Mr. O'Connell has addreSsed a letter from Dernieute .111lesy to the " People of Ireland," on time present state of affairs. After .:amute introductory remarks on the recommencement of agitatioe by rho Orangemen, and some contemptuous ridicule of their Peinio ./.1a/fe, Lord Wittchilsea, he proceeds to explain his plan of resistance to the enemy, as follows.
" 'file means of such resistance are, in my judgment, twofold-area/ice and
" The negatire means consist in the absence of agrarian disturbances and crimes. I wished to God I possessed any influence over the persons whit per- petrate Whitsboy- crimes. If I did possess that influence, how earnest w.;old I implore of them to desist; how anxiously would 1-anal even as it is, I 4,1 implore of men to abandon Ruch crimes, now and for ever-- intes tvli;ch never produced ;:oy one good or beneficial result to the peopie of Ireland-- so :hies which arc committed almost exclusively upon that very class of poor people whom the titled Orangemen are now, even now, preparing the means of exterminating -crimes which disgust the friends of the people, whilst they give additional strength and power to their worst enennes. In the name of flute suffering country-in the name of the living and all-avenging God-1 conjure
trymen to desist from agrarian crimes of every description. . . . . .
" Perhaps it will be communicated to every Catholic in Ireland, aro! to many Protestaots, that I denounce as an enemy to Ireland, awl as a Inz.ve, irs jar to hui natire land, any man who directly or indirectly commits or joha Is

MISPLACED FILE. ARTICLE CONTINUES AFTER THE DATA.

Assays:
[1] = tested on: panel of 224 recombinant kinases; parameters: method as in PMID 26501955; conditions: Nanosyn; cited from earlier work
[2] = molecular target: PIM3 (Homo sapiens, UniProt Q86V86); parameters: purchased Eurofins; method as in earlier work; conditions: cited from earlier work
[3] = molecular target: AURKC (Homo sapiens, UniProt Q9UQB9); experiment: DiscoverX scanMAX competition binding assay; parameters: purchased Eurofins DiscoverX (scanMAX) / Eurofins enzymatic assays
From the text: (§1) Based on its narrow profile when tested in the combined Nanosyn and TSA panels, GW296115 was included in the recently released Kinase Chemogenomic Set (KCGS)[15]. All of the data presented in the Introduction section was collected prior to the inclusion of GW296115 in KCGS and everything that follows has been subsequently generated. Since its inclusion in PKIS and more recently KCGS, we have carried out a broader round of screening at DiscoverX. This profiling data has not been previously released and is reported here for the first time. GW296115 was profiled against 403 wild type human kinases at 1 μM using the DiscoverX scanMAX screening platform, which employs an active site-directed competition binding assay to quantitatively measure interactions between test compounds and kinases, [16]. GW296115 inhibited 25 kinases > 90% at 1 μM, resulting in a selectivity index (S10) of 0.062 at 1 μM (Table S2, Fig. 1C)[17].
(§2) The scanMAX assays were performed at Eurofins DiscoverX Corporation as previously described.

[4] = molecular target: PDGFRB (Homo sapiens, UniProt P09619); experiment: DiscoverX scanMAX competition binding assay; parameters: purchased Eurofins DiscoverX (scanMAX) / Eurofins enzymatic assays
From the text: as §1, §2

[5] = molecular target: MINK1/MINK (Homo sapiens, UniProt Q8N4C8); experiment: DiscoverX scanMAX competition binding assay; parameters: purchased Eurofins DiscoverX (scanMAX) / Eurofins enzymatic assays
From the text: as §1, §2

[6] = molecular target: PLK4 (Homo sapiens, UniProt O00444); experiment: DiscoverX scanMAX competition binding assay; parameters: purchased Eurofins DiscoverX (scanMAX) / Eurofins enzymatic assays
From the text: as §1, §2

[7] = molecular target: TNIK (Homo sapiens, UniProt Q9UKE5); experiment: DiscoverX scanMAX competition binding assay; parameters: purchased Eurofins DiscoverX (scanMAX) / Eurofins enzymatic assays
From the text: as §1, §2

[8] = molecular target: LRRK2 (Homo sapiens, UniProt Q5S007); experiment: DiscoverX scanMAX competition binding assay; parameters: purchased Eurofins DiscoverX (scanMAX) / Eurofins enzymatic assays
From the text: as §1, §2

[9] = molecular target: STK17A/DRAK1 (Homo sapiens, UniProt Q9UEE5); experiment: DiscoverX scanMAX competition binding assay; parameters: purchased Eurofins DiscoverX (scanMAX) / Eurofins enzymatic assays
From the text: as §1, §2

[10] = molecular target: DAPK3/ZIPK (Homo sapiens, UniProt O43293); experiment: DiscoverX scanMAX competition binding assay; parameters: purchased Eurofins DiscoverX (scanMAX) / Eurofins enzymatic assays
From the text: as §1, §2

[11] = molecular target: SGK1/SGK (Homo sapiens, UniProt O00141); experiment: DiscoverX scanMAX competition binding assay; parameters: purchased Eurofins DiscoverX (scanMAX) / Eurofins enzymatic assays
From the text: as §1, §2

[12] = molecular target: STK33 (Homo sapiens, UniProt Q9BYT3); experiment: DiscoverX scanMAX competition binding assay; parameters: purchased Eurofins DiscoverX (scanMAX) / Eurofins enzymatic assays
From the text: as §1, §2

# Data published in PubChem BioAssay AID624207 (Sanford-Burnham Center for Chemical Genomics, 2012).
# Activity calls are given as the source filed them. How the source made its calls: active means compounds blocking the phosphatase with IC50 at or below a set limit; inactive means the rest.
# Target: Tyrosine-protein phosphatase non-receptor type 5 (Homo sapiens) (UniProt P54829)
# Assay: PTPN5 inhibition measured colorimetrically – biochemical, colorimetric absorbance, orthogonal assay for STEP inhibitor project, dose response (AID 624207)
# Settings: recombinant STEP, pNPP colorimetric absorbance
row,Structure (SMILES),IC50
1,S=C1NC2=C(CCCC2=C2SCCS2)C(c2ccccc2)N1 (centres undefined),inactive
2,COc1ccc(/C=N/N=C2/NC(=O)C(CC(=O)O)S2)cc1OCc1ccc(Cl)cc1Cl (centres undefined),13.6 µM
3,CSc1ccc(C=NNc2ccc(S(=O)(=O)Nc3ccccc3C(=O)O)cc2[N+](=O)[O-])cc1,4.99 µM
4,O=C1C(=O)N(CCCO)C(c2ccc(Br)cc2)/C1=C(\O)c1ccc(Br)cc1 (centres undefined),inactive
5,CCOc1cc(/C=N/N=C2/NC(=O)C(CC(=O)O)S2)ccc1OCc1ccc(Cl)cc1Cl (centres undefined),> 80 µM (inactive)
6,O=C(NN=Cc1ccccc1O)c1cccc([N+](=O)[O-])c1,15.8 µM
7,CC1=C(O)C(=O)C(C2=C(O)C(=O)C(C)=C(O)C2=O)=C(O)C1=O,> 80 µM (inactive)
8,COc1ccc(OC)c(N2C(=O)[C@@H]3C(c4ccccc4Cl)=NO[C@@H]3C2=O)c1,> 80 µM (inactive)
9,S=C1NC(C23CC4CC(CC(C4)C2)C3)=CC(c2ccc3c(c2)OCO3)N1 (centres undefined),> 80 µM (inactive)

itersof outrage or crime
" Again, expressing my most fervent wish to suppress all agrarian riis- turbauces, I conic to the more active means of resisting the Orangeish; ; of pro- tecting the people from the murderous designs :of that execrable party, ard of procuring solid and substantial advantages for Ireland. " The first step necessary is combination-lawful, open combination. I at first thought that it would be useful to organize lodges of • Friends of Ireland;' to be called Irish Lodges,' to counteract and oppose the Orange Gadget; but I have abandoned the idea almost as soon as formed, although, 1 confess, I was for one moment fascinated with the idea of having twenty • Irish Ladges• for every • Orange Lodge' which is or should be in existence. But I gave up the plan after a short consideration. First, because any secret or private
society, in its nature, ten 0 ctime, and is liable to every caluninions and false cherge, and yots all the ids udividuals composing it in the power of the worst man Ill the moviety, who may with safety awl success accuse his companions of any politic/LI crime he pleases although of his own invention. And secondly, be cause the Oronue Lodges ' are clearly illegal bodies ; every member of an Orange Ledge is liable to be indiend, convicted, and punished for a misde- meanour. I therefore gave up my idea of ' Irish Lodges' because I would not adTe any of my ceuntrymen to imitate the illegal cunduct of the Orangemen, which, on the centiery, ought, and I rtiet will, be put down by law. " The Irish Lodges ' being the. imeracticalde, the next resource will be found in county cluhs. I wish to st e liberal Club ' established in each county upon the plat: now existing in the counties of Monaghan and Meath,
and about to be established, I hope immediately, in the King's County. The very superior state of public spirit atel enerey ill the counties of Alonaghan and Meath is to be attributed almost exclusively to the organization of the Liberal